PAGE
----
My experience have brought me full circle to my current role as the Violence Prevention Coordinator in UC Irvine’s Campus Assault Resources and Education (CARE) Office. In this role I work directly with survivors of sexual assault, dating violence, and stalking. There are multiple facets to this role including: groups, trainings, campus-wide programs, campus-wide committees, and peer program development and supervision. The CARE Office is committed to offering holistic healing opportunities that allow survivors to heal through mind, body, and spirit. I became a certified yoga teacher in November 2011 and I developed and implemented a Yoga as Healing Program for survivors of sexual violence.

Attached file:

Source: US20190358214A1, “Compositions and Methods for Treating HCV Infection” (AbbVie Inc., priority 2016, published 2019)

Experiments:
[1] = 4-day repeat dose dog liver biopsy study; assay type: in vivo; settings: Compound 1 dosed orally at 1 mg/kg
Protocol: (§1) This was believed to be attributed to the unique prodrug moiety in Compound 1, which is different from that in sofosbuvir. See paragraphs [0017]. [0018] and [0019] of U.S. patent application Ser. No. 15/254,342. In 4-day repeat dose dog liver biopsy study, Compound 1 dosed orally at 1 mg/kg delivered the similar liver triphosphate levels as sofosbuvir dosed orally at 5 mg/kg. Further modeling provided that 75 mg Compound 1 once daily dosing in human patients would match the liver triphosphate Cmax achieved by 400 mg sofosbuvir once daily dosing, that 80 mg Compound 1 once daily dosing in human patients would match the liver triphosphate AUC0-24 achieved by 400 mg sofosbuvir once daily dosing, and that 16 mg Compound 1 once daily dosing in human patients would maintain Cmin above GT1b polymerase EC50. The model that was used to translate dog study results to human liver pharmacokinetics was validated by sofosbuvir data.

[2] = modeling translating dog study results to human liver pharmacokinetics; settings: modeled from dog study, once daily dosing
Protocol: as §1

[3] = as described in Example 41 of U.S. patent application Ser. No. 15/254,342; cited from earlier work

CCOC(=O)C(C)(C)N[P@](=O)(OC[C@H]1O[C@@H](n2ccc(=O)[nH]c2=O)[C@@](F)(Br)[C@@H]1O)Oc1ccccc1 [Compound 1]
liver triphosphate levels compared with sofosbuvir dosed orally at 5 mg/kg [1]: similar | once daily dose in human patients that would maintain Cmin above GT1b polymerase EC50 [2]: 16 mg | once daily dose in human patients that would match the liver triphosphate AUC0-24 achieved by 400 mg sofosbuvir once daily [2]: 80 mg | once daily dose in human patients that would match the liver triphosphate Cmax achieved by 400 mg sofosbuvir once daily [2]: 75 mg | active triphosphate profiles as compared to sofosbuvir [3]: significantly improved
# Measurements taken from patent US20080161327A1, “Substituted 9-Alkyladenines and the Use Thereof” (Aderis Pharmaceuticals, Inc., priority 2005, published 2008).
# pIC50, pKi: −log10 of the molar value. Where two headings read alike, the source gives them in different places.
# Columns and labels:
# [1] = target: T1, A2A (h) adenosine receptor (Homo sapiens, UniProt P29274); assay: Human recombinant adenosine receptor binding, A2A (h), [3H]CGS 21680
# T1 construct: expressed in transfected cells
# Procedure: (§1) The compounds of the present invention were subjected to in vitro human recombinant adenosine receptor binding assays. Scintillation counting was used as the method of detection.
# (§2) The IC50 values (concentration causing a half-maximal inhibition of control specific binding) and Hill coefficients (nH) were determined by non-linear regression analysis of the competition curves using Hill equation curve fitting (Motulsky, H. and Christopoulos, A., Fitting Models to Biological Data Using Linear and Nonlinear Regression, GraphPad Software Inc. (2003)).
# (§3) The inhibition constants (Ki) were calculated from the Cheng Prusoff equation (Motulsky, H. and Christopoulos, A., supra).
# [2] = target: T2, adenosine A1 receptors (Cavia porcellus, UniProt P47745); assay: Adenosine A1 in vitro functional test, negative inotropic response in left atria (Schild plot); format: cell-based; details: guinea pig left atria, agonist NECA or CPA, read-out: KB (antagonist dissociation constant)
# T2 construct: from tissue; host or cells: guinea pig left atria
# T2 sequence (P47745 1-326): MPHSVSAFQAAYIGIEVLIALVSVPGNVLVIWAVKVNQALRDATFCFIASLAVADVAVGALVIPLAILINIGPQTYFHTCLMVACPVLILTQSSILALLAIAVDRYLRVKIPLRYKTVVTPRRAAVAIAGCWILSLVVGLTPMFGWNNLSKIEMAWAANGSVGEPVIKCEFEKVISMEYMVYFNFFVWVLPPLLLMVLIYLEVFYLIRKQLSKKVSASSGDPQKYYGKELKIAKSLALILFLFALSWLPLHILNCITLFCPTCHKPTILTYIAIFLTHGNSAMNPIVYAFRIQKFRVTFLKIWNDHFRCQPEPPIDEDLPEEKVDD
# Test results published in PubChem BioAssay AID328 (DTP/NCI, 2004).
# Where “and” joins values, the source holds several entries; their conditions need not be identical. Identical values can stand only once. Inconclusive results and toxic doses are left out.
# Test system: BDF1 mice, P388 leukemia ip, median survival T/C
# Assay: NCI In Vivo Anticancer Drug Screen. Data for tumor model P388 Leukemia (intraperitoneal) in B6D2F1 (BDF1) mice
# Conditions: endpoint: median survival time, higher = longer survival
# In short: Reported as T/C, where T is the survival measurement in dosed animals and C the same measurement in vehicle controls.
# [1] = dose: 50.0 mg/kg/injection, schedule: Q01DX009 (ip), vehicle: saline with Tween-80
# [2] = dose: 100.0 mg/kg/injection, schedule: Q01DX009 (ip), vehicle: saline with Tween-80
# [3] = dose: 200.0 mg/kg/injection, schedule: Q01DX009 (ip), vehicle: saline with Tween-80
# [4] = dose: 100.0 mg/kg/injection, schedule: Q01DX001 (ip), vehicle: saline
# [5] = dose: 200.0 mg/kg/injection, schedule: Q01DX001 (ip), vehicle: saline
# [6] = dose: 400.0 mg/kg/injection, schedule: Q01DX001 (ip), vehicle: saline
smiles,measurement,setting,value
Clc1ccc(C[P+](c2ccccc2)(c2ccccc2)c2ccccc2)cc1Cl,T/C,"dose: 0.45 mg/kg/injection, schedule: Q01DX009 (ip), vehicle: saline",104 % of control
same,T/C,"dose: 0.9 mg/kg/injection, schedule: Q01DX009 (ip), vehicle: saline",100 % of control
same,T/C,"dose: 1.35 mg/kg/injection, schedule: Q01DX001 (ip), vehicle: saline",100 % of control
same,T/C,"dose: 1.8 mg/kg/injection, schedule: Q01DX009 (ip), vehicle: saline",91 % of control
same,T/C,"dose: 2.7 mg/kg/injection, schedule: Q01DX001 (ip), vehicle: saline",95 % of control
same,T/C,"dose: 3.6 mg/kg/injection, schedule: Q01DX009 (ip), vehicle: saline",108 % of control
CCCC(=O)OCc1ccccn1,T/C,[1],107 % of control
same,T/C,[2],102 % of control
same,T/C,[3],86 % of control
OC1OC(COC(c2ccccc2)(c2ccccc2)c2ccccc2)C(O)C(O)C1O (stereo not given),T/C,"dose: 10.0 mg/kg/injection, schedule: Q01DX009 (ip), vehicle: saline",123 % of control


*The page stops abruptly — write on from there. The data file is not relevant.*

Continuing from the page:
Through my conversations with students, I recognized that there was a need for a deeper connection to their healing. Because of how trauma impacts the body’s physiology, it is essential to give students the opportunity to explore this connection to themselves and facilitate an avenue for them to reclaim their body. This 8-week series focused on different themes that align with common experiences that survivors may have. The themes included intention, safety, mindfulness, boundaries, assertiveness, strength, trust, acceptance and community. The program had an incredible impact on the 9 survivors that participated in the program. They built a strong community of support and were able to find deep connection and make meaning of the various experiences they have had. They connected in unison through the movement of their bodies and through shared experiences that have moved them in their healing process from survivors to thrivers.